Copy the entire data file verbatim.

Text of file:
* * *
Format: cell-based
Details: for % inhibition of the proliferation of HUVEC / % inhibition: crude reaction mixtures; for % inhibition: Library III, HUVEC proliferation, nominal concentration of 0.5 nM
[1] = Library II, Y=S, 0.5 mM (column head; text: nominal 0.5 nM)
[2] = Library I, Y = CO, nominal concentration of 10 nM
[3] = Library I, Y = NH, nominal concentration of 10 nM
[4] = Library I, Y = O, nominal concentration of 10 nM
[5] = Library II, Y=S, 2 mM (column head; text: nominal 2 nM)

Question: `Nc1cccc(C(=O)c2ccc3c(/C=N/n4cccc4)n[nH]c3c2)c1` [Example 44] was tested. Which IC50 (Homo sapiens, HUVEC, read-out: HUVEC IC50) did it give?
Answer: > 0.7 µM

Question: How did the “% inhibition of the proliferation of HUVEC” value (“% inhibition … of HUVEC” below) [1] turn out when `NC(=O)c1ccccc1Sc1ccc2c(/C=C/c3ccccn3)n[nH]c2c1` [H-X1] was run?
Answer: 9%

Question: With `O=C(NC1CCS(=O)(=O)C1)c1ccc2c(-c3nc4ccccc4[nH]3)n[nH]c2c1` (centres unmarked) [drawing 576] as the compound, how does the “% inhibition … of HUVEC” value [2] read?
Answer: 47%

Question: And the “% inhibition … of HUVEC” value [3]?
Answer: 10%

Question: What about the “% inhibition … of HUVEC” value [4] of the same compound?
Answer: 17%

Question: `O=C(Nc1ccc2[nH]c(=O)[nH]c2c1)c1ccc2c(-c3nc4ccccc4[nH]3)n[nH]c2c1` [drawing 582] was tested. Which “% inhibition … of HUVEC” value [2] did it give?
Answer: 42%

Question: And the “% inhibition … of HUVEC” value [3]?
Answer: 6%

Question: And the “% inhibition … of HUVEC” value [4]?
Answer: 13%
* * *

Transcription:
Format: cell-based
Details: for % inhibition of the proliferation of HUVEC / % inhibition: crude reaction mixtures; for % inhibition: Library III, HUVEC proliferation, nominal concentration of 0.5 nM
[1] = Library II, Y=S, 0.5 mM (column head; text: nominal 0.5 nM)
[2] = Library I, Y = CO, nominal concentration of 10 nM
[3] = Library I, Y = NH, nominal concentration of 10 nM
[4] = Library I, Y = O, nominal concentration of 10 nM
[5] = Library II, Y=S, 2 mM (column head; text: nominal 2 nM)

Question: `Nc1cccc(C(=O)c2ccc3c(/C=N/n4cccc4)n[nH]c3c2)c1` [Example 44] was tested. Which IC50 (Homo sapiens, HUVEC, read-out: HUVEC IC50) did it give?
Answer: > 0.7 µM

Question: How did the “% inhibition of the proliferation of HUVEC” value (“% inhibition … of HUVEC” below) [1] turn out when `NC(=O)c1ccccc1Sc1ccc2c(/C=C/c3ccccn3)n[nH]c2c1` [H-X1] was run?
Answer: 9%

Question: With `O=C(NC1CCS(=O)(=O)C1)c1ccc2c(-c3nc4ccccc4[nH]3)n[nH]c2c1` (centres unmarked) [drawing 576] as the compound, how does the “% inhibition … of HUVEC” value [2] read?
Answer: 47%

Question: And the “% inhibition … of HUVEC” value [3]?
Answer: 10%

Question: What about the “% inhibition … of HUVEC” value [4] of the same compound?
Answer: 17%

Question: `O=C(Nc1ccc2[nH]c(=O)[nH]c2c1)c1ccc2c(-c3nc4ccccc4[nH]3)n[nH]c2c1` [drawing 582] was tested. Which “% inhibition … of HUVEC” value [2] did it give?
Answer: 42%

Question: And the “% inhibition … of HUVEC” value [3]?
Answer: 6%

Question: And the “% inhibition … of HUVEC” value [4]?
Answer: 13%